Astronomers used the W.M. Keck Observatory's Low-Resolution Imaging Spectrometer to take a new image of 2I/Borisov, the second interstellar object ever observed passing through our solar system. The image shows the coma of the interstellar comet, which will pass by the sun early next month and Earth not long after that.
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Somatotopic organization, or mapping specific neurons in the brain to input from specific parts of the body, is present in monkeys as young as 11 days old, researchers reported in Proceedings of the National Academy of Sciences. Researchers used functional MRI to study somatotopic organization in monkeys and found clear signs of organization, suggesting that somatotopic maps are present at birth, but they are not necessarily static.
A paper published in Nature Ecology & Evolution is questioning the practice of using a human heterosexual baseline to study the evolution of same-sex behavior in animals. "It's important for us as scientists to recognize that while we'd love to think about what we do as objective, it might be really framed by our culture and context," says study author Julia Monk.
Researchers are preparing to release 10 oysters fitted with magnets and sensors into San Diego-area estuaries to learn more about how varying water conditions affect the species. "If we do see a direct response to their environment ... we could actually use these sensors in the future to learn more about the environment," says Sarah Giddings, a researcher at the Scripps Institution of Oceanography.
Researchers at the National University of Singapore have developed a lightweight, foldable, stretchable and flexible metallic material that folds like origami and could mark a big step forward for soft robotics. The electrically conductive product is made with elaborately folded paper that's soaked in graphene oxide, dipped into a solution of platinum ions and then burned at high temperatures in argon gas and air before it's stabilized with an elastomer solution, according to findings published in Science Robotics.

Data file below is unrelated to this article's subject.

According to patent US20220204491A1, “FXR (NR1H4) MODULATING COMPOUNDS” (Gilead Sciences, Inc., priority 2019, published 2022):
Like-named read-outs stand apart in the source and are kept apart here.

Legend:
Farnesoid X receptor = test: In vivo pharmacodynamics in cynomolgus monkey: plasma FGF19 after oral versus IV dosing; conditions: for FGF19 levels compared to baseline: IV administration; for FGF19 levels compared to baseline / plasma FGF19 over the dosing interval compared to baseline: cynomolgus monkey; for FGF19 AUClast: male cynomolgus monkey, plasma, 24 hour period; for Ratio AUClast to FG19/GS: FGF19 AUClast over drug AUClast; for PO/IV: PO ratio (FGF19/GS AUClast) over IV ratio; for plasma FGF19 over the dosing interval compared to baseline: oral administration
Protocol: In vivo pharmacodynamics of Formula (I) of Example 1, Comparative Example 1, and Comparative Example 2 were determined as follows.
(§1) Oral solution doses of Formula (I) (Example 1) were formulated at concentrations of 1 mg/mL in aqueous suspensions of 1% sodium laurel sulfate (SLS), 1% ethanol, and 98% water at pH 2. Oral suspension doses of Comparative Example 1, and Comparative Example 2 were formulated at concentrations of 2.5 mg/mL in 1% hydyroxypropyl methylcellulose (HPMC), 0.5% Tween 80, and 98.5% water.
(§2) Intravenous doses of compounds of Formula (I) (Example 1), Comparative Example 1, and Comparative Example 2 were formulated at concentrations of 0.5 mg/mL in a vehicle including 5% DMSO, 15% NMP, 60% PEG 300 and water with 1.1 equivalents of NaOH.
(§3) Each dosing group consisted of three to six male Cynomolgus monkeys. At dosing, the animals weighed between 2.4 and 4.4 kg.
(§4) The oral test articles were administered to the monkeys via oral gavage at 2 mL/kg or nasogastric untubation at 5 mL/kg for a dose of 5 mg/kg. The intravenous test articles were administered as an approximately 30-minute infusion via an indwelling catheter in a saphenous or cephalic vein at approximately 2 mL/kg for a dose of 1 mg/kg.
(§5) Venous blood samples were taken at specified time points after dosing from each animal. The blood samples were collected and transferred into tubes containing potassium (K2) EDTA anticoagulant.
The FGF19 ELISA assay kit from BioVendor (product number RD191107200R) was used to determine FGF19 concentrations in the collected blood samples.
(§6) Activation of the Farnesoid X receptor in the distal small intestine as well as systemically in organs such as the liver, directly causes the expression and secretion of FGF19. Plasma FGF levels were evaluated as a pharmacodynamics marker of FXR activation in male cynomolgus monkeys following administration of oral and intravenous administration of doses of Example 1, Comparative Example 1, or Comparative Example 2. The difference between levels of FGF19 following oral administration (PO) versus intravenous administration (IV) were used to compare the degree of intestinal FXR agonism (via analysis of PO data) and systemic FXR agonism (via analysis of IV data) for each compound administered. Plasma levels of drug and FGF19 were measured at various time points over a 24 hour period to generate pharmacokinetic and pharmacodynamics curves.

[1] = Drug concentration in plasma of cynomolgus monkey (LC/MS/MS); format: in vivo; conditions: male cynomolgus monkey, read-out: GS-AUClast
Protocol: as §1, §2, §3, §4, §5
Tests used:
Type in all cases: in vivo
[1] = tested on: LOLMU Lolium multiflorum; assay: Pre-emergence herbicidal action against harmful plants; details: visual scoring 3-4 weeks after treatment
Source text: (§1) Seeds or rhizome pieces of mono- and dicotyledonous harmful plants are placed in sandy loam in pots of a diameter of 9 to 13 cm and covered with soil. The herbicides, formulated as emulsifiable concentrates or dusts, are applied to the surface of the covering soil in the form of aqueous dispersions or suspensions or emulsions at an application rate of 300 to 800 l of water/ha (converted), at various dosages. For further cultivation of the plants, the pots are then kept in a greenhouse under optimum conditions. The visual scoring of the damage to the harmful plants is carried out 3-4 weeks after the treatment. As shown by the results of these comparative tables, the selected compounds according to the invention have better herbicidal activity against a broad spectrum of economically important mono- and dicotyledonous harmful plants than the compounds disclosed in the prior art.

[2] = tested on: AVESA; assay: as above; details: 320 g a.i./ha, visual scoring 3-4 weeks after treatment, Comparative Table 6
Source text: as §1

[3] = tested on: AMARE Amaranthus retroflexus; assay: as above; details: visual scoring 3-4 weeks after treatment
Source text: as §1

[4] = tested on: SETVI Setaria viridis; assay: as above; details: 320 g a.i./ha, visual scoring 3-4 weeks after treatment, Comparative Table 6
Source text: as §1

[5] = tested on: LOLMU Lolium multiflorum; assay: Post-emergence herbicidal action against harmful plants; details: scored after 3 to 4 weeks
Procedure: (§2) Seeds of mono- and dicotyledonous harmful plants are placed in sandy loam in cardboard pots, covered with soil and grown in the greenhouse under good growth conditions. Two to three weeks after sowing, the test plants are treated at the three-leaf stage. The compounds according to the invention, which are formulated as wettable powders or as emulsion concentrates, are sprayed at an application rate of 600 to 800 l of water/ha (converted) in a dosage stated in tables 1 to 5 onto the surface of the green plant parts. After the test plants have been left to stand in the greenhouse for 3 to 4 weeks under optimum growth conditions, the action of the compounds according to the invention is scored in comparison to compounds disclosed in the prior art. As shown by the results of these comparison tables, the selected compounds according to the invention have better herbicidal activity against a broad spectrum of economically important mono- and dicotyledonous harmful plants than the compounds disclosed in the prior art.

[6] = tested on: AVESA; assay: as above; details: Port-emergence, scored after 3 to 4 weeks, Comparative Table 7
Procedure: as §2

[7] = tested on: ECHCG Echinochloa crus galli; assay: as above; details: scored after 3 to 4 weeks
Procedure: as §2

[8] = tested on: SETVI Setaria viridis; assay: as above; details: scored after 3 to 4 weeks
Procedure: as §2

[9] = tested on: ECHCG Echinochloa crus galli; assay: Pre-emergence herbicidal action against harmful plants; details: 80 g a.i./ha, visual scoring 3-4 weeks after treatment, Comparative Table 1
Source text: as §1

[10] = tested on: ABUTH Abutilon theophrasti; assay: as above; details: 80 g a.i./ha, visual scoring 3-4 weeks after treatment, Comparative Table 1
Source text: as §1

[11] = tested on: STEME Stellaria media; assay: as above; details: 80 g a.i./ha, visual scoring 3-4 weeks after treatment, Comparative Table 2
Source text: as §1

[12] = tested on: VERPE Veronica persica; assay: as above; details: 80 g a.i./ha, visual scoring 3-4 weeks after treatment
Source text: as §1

Research published in the Journal of Bone and Mineral Research found that postmenopausal women who got less than five hours of sleep per night had significantly lower values in four measures of bone mineral density -- whole body, neck, spine and hip -- compared with women who got more sleep. The researchers said the lower BMD levels in the women who had less sleep were the equivalent of being one year older.
Mice with tauopathy that received an extra virgin olive oil regimen at an age equivalent of nearly 30 or 40 human years had 60% lower accumulation of tau proteins associated with dementia at an age equivalent of 60 human years, compared with those that weren't given extra virgin olive oil, according to a study in the journal Aging Cell. The findings suggest that extra virgin olive oil intake may help delay cognitive decline and dementia onset, researchers said.
Pennsylvania has earmarked $3 million for two studies that will examine the potential health impacts of hydraulic fracturing in response to appeals from residents concerned by an increase in rare cancer diagnoses. The studies are expected to each take three years.
On Tuesday, December 3, you're invited to help Sigma Xi provide free one-year subscriptions of its trusted STEM magazine, American Scientist, to 1,300 high schools. Your generous gift helps to deliver a credible source of scientific information to students and teachers in states where the integrity of science education is threatened.
Sigma Xi members, researchers, science supporters, and students came together in Madison, Wisconsin, for the Assembly of Delegates, symposia, student research presentations, and a STEM Art and Film Festival.